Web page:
We took another “F” line streetcar over towards Ghirardelli Square. We walked a few blocks and wound up at the end of the Powell & Hyde Street Cable Car. There are three cable car routes to select from. We chose this route because it would get us back near the BART Station for our ride back to the hotel.
Riding a historic cable car is a definite San Francisco thing to do. Because of all of the tourists that come to San Francisco and want to ride on the iconic cable cars, there was a line a block long. The experience was worth the wait.
Cable cars are strange contraptions that run by gripping large cables running under the ground that are moving at a constant 9 1/2 mile per hour. They are loud, shake a lot and smell of burning breaks. The system is controlled by the “breakman” that engages and disengages the cable and applies the breaks. As you ride down the very steep hills of San Francisco, you begin to appreciate his job. If you have never ridden on a cable car, you need to put it on your bucket list because it is quite an experience.
Face to face with a pickpocket
The cable car brought us to within a couple of blocks of the BART station, so we walked over and down into the tunnels. As we got near the bottom of the escalator, I felt a very slight tug on the backpack I was carrying. I quickly turned around and was face to face with a young man that had a look on his face like he was just caught with his hand in the cookie jar. He quickly pushed past me and jumped on a train that was departing.
Something didn’t feel right. I took the backpack off to see if anything was missing. This particular backpack has lots of pockets with zippers and as it turns out he chose the pocket with the tissues. Remember the tissues? The zipper was open and a few tissues were hanging out of the bag. It could have been a lot worse, but all he got was tissues.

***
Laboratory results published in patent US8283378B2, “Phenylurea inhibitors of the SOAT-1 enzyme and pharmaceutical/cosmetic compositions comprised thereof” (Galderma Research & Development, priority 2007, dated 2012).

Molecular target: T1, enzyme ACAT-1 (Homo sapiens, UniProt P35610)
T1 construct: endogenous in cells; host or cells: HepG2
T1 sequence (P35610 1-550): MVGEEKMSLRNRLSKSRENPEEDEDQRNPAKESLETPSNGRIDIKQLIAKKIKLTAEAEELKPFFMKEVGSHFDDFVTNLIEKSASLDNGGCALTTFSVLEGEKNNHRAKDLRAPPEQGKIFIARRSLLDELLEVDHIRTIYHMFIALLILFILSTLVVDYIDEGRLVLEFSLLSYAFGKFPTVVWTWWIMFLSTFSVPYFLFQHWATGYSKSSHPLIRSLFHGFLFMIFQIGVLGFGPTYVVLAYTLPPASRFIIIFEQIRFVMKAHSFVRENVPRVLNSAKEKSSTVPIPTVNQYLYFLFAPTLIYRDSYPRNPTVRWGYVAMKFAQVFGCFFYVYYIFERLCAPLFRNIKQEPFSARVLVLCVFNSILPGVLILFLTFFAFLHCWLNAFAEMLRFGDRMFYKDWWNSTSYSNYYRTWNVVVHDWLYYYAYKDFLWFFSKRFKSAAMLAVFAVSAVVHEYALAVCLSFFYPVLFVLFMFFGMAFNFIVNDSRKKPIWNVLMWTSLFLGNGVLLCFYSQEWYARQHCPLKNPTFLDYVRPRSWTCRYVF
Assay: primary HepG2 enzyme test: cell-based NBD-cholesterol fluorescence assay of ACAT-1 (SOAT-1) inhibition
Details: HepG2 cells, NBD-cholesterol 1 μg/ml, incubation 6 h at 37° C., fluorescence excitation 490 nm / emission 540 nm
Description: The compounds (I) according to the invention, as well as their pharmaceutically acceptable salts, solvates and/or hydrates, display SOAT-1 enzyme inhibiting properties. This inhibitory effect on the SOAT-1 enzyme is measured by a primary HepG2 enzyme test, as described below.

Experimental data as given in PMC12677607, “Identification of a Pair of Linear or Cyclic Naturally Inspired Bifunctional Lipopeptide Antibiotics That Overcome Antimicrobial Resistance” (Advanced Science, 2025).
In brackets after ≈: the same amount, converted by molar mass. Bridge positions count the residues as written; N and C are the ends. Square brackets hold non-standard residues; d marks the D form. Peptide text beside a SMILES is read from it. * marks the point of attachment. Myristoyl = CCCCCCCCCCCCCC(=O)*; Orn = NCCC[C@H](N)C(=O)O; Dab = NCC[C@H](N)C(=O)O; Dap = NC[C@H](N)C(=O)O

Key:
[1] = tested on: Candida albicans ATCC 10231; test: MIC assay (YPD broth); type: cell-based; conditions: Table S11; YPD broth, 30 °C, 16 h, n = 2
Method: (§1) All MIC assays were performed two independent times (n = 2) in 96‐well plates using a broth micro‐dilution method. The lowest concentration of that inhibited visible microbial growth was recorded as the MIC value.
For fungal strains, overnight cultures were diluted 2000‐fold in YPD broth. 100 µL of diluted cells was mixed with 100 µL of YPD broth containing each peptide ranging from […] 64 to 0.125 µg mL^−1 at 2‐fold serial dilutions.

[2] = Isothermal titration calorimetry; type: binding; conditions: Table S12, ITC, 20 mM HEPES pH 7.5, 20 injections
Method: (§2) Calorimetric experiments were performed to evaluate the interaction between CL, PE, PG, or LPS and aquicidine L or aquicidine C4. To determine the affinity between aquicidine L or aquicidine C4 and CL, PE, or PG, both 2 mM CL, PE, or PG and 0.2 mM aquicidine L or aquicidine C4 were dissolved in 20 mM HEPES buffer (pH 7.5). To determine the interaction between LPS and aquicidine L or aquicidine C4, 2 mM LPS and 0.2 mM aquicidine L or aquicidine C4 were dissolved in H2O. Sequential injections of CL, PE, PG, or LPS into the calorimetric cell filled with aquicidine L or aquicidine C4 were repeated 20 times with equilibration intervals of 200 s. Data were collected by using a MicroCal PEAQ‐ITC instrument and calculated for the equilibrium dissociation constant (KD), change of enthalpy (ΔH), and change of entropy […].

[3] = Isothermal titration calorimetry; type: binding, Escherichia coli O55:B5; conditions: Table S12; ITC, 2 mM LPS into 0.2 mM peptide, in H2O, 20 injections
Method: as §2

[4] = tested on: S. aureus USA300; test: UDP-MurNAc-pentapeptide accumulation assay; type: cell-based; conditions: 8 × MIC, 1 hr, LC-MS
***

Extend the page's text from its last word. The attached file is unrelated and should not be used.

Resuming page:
Now I find myself standing on a crowded subway platform laughing out loud that I foiled a pickpocket with tissues. Did you see how I just took credit for dumb luck?
Ok, it wasn’t completely dumb luck. We knew enough to pack some supplies for our adventure. We knew enough to use a backpack that provided a pretty decent level of security for our important items. We knew enough to have both me and my wife carry some of our valuables. And, I was aware of my surroundings and interactions with people around me. Pickpocketing can happen anywhere. It’s one of the oldest crimes in the world. A good defense against a pickpocket is to be aware of the possibility, make it hard to get your valuables and provide an easily accessible, less valuable ‘distraction’ like tissues.
We had a fun ride back towards the hotel, reminiscing about all we had seen and done with one day in San Francisco. On the ride, we decided to get an Uber from the BART station for the last 12 blocks of our journey. It was dark, and we had already foiled a local bad guy and didn’t want to press our luck.
Live life and explore when you can, it’s fun. I’m hoping that our little adventure exploring San Francisco in one day will inspire you to go have some adventures of your own. Have you started your “bucket list” yet?